At 9:30 pm of Nov. 4, the long expected jökulhlaup of Grímsvötn started. A continuous high frequency tremor was registered at a nearby seismic station on Grímsfjall caused by the lifting and breaking of the ice. At about 8:30 am on Nov. 5, water reached the glacier's rim and the rivers in Skeiðarársandur started to rise from a flowrate of 50 m3/s to 6000 m3/s at 10:00 am. Three hours later the water had flooded the sandur on its entire width of 35 km and length of 20 km and had already destroyed a 380 m long bridge across Gigjukvísl, furthermore had cut the main powerline along the coast and the optical telecommunication cable which had been burried deep in the sediments of the sandur plain.
At 3:00 pm the amount of water was estimated at 25,000 m3/s; at 10:30 pm the jökulhlaup
culminated. At that time an estimated amount of at least 45,000 m3/s flowed along a 50 km long
subglacial path beneath the outlet glacier Skeiðarárjökull down to the alluvial plane of
Skeiðarársandur, transporting ice blocks of more than 1000 tons which destroyed the bridges and
damaged the foundations severely.
The figure of a runoff volume of 45,000 m3/s at the peak of the jökulhlaup has to be understood as an estimation. The accuracy of the measurements and additional estimations was affected by severe changes in the drainage pattern of the glacial rivers and nighttime (sunrise 9:23 am, sunset 4:56 pm) during the highest discharge rate.
All the day of Nov. 6, the water continued flowing to the sea on a continuously lowering level. In the afternoon of Nov. 6, a cloud of steam rose to 5000 m altitude for about 20 min caused by a small eruption in the eruption fissure which was possibly triggered by the lowering of water pressure.
On Nov. 7 around noon, the amount of water in the glacial streams diminished to a normal level and the jökulhlaup had ended.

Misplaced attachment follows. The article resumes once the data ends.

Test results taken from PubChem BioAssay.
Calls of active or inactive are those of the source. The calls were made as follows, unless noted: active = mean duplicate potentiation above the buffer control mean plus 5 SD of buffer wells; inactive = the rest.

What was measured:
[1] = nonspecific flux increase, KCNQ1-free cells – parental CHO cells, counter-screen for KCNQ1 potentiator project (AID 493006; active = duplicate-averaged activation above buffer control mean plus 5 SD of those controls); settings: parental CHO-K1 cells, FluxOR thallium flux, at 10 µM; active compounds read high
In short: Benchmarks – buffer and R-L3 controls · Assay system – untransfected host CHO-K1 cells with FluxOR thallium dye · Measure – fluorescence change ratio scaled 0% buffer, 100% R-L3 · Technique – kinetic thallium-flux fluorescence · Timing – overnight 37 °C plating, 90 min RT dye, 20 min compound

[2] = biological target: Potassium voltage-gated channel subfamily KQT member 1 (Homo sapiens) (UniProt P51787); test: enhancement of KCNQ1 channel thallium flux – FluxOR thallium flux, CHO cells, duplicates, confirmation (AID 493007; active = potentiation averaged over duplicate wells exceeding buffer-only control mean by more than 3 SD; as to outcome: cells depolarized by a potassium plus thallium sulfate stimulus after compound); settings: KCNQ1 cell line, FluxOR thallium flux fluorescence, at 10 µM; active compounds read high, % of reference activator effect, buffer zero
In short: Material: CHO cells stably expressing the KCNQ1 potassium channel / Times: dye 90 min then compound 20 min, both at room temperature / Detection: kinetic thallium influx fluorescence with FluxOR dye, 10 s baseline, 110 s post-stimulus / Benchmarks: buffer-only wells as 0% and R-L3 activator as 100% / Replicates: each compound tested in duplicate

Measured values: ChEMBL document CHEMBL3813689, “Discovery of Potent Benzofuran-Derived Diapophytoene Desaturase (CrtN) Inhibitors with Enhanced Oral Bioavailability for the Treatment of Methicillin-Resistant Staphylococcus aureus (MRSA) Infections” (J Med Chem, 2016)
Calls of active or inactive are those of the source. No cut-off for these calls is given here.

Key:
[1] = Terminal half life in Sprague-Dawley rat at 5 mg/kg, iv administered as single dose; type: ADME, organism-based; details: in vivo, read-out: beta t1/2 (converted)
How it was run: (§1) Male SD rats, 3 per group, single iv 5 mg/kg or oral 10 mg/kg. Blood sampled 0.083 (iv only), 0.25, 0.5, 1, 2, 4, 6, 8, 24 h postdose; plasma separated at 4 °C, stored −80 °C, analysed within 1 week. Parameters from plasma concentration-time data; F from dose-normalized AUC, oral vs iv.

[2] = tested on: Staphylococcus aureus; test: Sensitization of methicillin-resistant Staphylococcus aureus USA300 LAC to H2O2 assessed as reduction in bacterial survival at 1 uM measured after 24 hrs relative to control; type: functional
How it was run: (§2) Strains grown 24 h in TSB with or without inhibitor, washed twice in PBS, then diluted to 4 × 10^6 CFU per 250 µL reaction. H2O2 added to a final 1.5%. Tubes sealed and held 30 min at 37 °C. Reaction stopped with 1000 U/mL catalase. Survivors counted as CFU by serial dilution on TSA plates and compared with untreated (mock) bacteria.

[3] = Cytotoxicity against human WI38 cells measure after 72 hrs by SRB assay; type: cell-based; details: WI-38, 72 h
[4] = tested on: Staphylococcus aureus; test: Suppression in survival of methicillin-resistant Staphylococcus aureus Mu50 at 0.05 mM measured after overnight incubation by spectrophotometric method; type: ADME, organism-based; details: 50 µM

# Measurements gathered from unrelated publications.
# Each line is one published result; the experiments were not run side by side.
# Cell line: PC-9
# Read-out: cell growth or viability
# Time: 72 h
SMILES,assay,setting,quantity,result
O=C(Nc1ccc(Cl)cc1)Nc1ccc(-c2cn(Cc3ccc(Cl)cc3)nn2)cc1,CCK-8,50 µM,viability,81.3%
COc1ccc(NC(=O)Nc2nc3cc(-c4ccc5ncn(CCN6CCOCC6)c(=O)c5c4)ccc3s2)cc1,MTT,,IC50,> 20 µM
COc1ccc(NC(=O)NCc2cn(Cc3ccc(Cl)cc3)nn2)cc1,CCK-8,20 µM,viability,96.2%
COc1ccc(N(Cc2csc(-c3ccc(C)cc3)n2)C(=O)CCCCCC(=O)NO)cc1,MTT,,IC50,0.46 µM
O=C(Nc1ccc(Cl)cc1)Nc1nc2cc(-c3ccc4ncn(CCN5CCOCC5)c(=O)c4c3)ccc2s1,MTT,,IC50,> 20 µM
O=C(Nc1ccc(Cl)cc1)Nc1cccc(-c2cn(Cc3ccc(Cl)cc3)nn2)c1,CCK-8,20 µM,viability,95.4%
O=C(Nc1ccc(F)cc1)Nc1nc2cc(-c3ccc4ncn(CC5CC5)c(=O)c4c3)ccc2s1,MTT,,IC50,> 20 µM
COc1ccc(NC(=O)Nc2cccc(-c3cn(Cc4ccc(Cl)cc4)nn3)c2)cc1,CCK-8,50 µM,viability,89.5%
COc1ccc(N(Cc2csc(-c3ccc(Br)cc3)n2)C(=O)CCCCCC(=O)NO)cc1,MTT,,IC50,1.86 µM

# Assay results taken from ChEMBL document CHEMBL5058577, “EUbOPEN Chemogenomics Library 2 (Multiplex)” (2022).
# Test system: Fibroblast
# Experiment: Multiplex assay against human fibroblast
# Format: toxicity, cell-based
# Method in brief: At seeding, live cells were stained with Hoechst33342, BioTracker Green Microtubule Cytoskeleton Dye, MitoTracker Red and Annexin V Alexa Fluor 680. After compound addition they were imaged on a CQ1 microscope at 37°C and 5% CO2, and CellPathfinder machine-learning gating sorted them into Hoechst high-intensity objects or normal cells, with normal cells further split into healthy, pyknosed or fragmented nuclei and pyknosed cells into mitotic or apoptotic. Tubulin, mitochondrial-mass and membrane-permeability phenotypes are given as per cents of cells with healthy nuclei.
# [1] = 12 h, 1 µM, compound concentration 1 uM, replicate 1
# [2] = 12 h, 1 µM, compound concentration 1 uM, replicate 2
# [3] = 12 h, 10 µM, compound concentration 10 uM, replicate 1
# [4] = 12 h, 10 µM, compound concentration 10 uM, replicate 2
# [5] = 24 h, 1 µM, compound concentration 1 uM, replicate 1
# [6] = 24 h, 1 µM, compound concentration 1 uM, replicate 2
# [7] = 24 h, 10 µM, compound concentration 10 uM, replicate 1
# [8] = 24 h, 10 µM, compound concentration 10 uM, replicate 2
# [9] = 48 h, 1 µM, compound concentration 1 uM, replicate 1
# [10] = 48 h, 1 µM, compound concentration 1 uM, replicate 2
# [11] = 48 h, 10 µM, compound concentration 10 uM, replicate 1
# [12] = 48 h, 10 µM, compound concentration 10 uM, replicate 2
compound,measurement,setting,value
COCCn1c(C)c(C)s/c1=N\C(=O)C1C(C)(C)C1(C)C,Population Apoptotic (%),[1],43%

All the areas which were flooded remained covered by ice blocks of all sizes with a weight of up
to 2000 tons and a height of up to 10 - 15 m.
Two bridges and a 10 km long section of the ringroad were totally destroyed during the flood and another three bridges and 10 km of the road were severely damaged. The periglacial runoff system had been changed severely and millions of tons of sediments had been eroded and transported. For example, the former 300 m wide riverbed, where the totally destroyed 380 m long Gigjukvísl bridge was situated, has now widened to approx. 2 km.
The jökulhlaup has transported more than 100 million tons of sediments directly to the sea.
A total amount of water which was drained to Skeiðarársandur alluvial plane was estimated close to 4 km3 (Oddur Sigurðsson, pers. comm. Nov. 8, 1996), that fits fairly good to our calculation of total expected runoff volume.
At the southeastern outlet of the Grímsvötn caldera clearly an approx. 6 km long, 500 m wide and up to 200 m deep ice canyon can be recognized. It is caused by the breaking of the roof of the subglacial channel which was created by the water forcing its way from the subglacial reservoir under the glacier over a distance of 50 km with a difference in altitude of about 1400 m down to Skeiðarársandur alluvial plain.
All together the amount of damage is estimated now at 31 Mio. US $ which means approx. 120 US $ for every Icelandic inhabitant. It will need at least two years to rebuild the ringroad completely.
At any time another subaerial or subglacial volcano may erupt in Iceland and endanger settlements
and livestock as well as infastructure.
Björnsson, H. (1988): Hydrology of Ice Caps in Volcanic Regions. Vísindafélag Íslendinga, Societas Scientarium Islandica, Rit. XLV, Reykjavík, 133 pp.
Björnsson, H. & Einarsson, P. (1990): Volcanoes beneath Vatnajökull: Evidence from Radio Echo-Sounding, Earthquakes and Jökulhlaups. - Jökull, 40: p. 147-168; Reykjavík.
Brandsdóttir, B., Björnsson, H., Guðmundsson, M. T., Einarsson, P., Pállson, F. (1996): Jökulhlaup Update. Internet document: http://www.rhi.is/~mmh/gos/vat-update.html.
In the case of the Vatnajökull eruption in South Iceland it could be approved that ERS-1/2 SAR data and SAR remote sensing techniques can be applied as an operational tool for the monitoring of volcanic eruptions and their adverse effects. Even in that tight schedule results of great value could be achieved. This was only possible in a remote sensing center with an existing infrastructure, a very fast processing chain from acquisition, raw data processing, geocoding, image processing and interpretation, plus a high amount of know how and manpower.
This presentation is part of the doctoral work of Bettina Müschen email@example.com and Christoph Böhm firstname.lastname@example.org being undertaken at DFD.